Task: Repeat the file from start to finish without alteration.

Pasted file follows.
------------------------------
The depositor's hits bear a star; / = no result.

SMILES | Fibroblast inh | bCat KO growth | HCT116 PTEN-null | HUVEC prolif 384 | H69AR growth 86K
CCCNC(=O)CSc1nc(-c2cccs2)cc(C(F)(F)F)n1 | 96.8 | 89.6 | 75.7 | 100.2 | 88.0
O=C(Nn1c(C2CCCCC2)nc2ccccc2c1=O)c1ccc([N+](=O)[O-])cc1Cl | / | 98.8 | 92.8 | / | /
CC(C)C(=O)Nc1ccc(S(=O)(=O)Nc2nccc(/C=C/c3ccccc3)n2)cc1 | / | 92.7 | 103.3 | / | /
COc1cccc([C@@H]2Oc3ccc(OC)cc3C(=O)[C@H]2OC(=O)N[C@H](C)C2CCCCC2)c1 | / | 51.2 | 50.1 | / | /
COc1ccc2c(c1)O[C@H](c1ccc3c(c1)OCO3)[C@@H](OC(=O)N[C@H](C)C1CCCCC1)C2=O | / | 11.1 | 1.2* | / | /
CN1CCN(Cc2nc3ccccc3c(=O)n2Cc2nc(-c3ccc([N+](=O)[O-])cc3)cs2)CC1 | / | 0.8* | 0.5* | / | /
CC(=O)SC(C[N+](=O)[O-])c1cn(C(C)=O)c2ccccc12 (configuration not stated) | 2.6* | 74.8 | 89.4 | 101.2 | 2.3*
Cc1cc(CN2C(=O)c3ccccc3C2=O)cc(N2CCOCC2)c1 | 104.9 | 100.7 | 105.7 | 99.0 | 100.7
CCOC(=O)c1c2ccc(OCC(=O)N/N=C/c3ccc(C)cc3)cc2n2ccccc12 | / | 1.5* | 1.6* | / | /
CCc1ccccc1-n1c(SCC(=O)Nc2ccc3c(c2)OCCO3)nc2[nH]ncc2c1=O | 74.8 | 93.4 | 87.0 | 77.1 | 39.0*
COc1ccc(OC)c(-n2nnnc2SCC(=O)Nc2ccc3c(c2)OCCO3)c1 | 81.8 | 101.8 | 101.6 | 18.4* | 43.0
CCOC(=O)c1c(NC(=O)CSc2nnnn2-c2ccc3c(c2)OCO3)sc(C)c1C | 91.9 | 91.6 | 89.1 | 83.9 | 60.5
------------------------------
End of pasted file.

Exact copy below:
The depositor's hits bear a star; / = no result.

SMILES | Fibroblast inh | bCat KO growth | HCT116 PTEN-null | HUVEC prolif 384 | H69AR growth 86K
CCCNC(=O)CSc1nc(-c2cccs2)cc(C(F)(F)F)n1 | 96.8 | 89.6 | 75.7 | 100.2 | 88.0
O=C(Nn1c(C2CCCCC2)nc2ccccc2c1=O)c1ccc([N+](=O)[O-])cc1Cl | / | 98.8 | 92.8 | / | /
CC(C)C(=O)Nc1ccc(S(=O)(=O)Nc2nccc(/C=C/c3ccccc3)n2)cc1 | / | 92.7 | 103.3 | / | /
COc1cccc([C@@H]2Oc3ccc(OC)cc3C(=O)[C@H]2OC(=O)N[C@H](C)C2CCCCC2)c1 | / | 51.2 | 50.1 | / | /
COc1ccc2c(c1)O[C@H](c1ccc3c(c1)OCO3)[C@@H](OC(=O)N[C@H](C)C1CCCCC1)C2=O | / | 11.1 | 1.2* | / | /
CN1CCN(Cc2nc3ccccc3c(=O)n2Cc2nc(-c3ccc([N+](=O)[O-])cc3)cs2)CC1 | / | 0.8* | 0.5* | / | /
CC(=O)SC(C[N+](=O)[O-])c1cn(C(C)=O)c2ccccc12 (configuration not stated) | 2.6* | 74.8 | 89.4 | 101.2 | 2.3*
Cc1cc(CN2C(=O)c3ccccc3C2=O)cc(N2CCOCC2)c1 | 104.9 | 100.7 | 105.7 | 99.0 | 100.7
CCOC(=O)c1c2ccc(OCC(=O)N/N=C/c3ccc(C)cc3)cc2n2ccccc12 | / | 1.5* | 1.6* | / | /
CCc1ccccc1-n1c(SCC(=O)Nc2ccc3c(c2)OCCO3)nc2[nH]ncc2c1=O | 74.8 | 93.4 | 87.0 | 77.1 | 39.0*
COc1ccc(OC)c(-n2nnnc2SCC(=O)Nc2ccc3c(c2)OCCO3)c1 | 81.8 | 101.8 | 101.6 | 18.4* | 43.0
CCOC(=O)c1c(NC(=O)CSc2nnnn2-c2ccc3c(c2)OCO3)sc(C)c1C | 91.9 | 91.6 | 89.1 | 83.9 | 60.5